GCC In the Fight Against Obesity and Diabetes

Vanessa Aguirre

With an epidemic of obesity and diabetes, Glendale proves to be the “lead” college for schools hoping to solve this ongoing problem.

After months of interviewing different community colleges through out the state Glendale was picked to be the center for training or “lead college” for their “Starting Right in Child Nutrition Program” simply because of the impression made by the school and by culinary arts instructor Sona Donayan.

“[They believed] I could do the job of leading by modeling and coordinating the teachings that were going to be organized in the other regions involved,” said Donayan. “They were also looking for a good chef and they trusted in chef Andrew Feldman’s ability to deliver on his part, which was co-teaching the class, ‘Healthy Cuisine for Kids’.”

While the state is in the process of trying to fix this issue, many students, like Mate Vickovic, who eats at the cafeteria almost everyday, believes that this is a step up toward the health of future students.

“I am glad that the state is trying to make a change in our eating habits,” said Vickovic, “and by starting in elementary schools and day cares, this means stopping the bad eating habits before they start.”

Donayan and Feldman, along with the state of California, are taking the first step to improving nutrition practices training their food service workers to make healthier food in 8 of the 11 state superintendent runned school regions in California public schools across the state.

As of now the application process within the education system has no guidelines or requirements for the people they hire as food service workers. This means there is no minimum standards set by the state for workers being hired to prepare the meals being served to public school students.

“There is no one size fits all [career] ladder,” said Donayan. “This is what the state is trying to fix.”

Every school district has a different criteria they look to when hiring new food service workers. They often over look the fact that these new hires lack proper training and the needed background in nutrition and skill to prepare nutritious meals for students in the public school system.

This program hopes to counter that by establishing a base, in which future food service workers can obtain the necessary information and training needed to prepare healthy meals for students.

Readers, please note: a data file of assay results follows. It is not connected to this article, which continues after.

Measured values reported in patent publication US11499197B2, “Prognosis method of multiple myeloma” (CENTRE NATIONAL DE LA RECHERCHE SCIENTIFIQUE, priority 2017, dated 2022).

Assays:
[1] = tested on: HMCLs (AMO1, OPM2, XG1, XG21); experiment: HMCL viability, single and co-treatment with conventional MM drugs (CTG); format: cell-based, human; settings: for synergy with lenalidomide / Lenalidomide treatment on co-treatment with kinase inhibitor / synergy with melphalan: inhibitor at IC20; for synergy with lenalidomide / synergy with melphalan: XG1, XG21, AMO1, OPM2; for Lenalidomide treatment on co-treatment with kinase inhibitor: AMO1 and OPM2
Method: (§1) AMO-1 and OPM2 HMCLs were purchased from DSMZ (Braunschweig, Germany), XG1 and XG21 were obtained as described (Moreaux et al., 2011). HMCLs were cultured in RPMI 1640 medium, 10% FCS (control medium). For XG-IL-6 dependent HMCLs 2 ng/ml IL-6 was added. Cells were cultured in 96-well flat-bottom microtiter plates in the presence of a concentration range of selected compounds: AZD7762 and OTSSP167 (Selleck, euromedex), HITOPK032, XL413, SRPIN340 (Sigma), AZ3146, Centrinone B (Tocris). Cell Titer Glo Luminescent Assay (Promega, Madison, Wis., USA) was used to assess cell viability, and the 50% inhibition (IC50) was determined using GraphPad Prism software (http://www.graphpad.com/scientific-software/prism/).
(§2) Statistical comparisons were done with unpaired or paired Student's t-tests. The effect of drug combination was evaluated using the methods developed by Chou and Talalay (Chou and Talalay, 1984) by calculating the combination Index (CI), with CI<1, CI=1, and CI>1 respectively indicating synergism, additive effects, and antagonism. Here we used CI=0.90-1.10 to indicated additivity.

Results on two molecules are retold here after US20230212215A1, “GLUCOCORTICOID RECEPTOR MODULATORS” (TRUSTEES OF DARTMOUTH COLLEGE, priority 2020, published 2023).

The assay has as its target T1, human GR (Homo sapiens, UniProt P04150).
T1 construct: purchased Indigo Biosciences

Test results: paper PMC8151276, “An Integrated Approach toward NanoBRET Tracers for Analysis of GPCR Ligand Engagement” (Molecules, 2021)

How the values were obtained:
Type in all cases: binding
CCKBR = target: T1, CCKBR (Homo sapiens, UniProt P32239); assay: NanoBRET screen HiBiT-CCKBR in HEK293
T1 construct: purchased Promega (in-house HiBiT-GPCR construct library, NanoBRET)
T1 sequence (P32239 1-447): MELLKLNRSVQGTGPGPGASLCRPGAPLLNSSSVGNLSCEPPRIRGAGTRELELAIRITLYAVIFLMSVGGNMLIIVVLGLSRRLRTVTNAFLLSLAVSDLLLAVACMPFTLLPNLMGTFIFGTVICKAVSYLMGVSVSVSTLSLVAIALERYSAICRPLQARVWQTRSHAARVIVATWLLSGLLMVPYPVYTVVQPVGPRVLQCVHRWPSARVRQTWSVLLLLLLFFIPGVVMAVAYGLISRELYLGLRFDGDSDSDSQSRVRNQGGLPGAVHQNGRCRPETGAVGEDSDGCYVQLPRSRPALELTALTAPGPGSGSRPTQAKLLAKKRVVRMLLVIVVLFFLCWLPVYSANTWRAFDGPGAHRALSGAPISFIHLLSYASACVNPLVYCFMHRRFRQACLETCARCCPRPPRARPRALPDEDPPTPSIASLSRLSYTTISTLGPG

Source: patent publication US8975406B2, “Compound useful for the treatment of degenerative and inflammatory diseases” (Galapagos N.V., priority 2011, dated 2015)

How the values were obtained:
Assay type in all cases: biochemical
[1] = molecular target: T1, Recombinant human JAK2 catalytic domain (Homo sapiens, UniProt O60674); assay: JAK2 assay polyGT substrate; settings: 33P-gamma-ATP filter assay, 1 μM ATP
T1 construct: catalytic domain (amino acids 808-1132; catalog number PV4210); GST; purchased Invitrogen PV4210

With a Team Nutrition grant from the United States Department of Agriculture, of around $275,000, and the California Department of Education (CDE), Nutrition Services Division, Donayan and the state are making an effort to implement a “Starting Right in Child Nutrition Program.”

This statewide grant provides an instructional program for production-level schools, childcare facilities and after school program staff and their trainers.

The program, which started at GCC in 2008, is now in its second round with a new two-year contract, scheduled to start in the fall. The program will continue training future trainers, who then in turn go back to their regions and train their staff. Along with that Donayan will also be adding follow up course for those wishing to keep climbing the career ladder.

This time around GCC has become a California Professional Nutrition Education training center for the state and is the only one in Southern California.

The CDE is also using two other colleges in the North as training centers: UC Davis and San Jose State University.

As the training center for southern California, GCC will be involved in writing the curriculum, as well as testing courses and the establishing certificates for the food service workers to earn upon the completion of this program.

They will then go on to continue working in public school breakfast and lunch programs and child care and after school programs throughout the state, positively impacting the nutritional quality of the meals given to thousands of children in USDA funded meal programs in California.

Apart from providing a positive change in the lives of young children, this program also provides many job opportunities.

When asked if this program would positively effect the community, Feldman had this to say. “Absolutely, in fact the dietary service program has provided high wage job opportunities for those who receive the certificate.”

Both Feldman and Donayan stressed the importance of the heath and the establishment of healthy eating habits of the children directly affected by this program.

“I’m excited about our potential at GCC as a culinary program,” said Donayan. “To impact the quality of the life’s of students in the public school system because we will be making a big change…”

For more information about this program call the Culinary Arts Department at (818) 240-1000 ext 3256.